Active Inference, tracking eye movements and oculomotor delays

Tracking eye movements face a difficult task: they have to be fast while they suffer inevitable delays. If we focus on area MT of humans for instance as it is crucial for detecting the motion of visual objects, sensory information coming to this area is already lagging some 35 milliseconds behind operational time – that is, it reflects some past information. Still the fastest action that may be done there is only able to reach the effector muscles of the eyes some 40 milliseconds later – that is, in the future. The tracking eye movement system is however able to respond swiftly and even to anticipate repetitive movements (e.g. Barnes et al, 2000 – refs in manuscript). In that case, it means that information in a cortical area is both predicted from the past sensory information but also anticipated to give an optimal response in the future. Even if numerous models have been described to model different mechanisms to account for delays, no theoretical approach has tackled the whole problem explicitly. In several areas of vision research, authors have proposed models at different levels of abstractions from biomechanical models, to neurobiological implementations (e.g. Robinson, 1986) or Bayesian models. This study is both novel and important because – using a neurobiologically plausible hierarchical Bayesian model – it demonstrates that using generalized coordinates to finesse the prediction of a target's motion, the model can reproduce characteristic properties of tracking eye movements in the presence of delays. Crucially, the different refinements to the model that we propose – pursuit initiation, smooth pursuit eye movements, and anticipatory response – are consistent with the different types of tracking eye movements that may be observed experimentally.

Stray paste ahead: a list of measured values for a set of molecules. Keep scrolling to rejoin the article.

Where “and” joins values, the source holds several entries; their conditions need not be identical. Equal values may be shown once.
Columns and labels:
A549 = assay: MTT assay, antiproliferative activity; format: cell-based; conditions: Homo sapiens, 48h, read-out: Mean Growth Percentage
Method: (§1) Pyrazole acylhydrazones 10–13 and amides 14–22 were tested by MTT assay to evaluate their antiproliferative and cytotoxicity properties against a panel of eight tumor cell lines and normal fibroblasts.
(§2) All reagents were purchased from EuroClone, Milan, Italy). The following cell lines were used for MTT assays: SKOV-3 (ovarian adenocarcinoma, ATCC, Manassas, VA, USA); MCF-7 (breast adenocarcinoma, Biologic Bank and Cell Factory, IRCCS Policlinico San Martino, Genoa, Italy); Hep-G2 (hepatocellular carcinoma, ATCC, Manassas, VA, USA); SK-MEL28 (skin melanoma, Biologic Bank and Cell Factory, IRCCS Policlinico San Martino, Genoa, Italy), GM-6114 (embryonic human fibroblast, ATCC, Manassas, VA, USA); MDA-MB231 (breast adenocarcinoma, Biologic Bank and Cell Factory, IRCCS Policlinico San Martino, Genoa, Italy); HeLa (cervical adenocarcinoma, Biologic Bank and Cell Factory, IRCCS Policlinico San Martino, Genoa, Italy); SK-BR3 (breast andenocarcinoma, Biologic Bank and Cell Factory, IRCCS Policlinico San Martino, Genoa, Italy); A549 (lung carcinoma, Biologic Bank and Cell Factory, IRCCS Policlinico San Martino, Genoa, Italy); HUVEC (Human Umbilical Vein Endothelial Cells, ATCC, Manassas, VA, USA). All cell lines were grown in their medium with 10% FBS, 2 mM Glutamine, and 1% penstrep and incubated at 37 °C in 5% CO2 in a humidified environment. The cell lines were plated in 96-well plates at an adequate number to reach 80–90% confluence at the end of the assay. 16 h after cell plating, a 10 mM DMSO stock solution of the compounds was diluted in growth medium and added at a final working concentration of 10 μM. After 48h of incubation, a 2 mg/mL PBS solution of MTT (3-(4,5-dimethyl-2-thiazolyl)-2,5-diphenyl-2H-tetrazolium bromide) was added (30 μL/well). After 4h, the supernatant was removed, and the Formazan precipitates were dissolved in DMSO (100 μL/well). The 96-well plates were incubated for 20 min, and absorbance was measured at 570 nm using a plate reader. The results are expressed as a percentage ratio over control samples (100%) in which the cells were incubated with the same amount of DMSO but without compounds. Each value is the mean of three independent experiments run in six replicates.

All material (c) L. Perrinet. Please check the copyright notice.

This work was supported by European Union project Number FP7-269921, "BrainScales".
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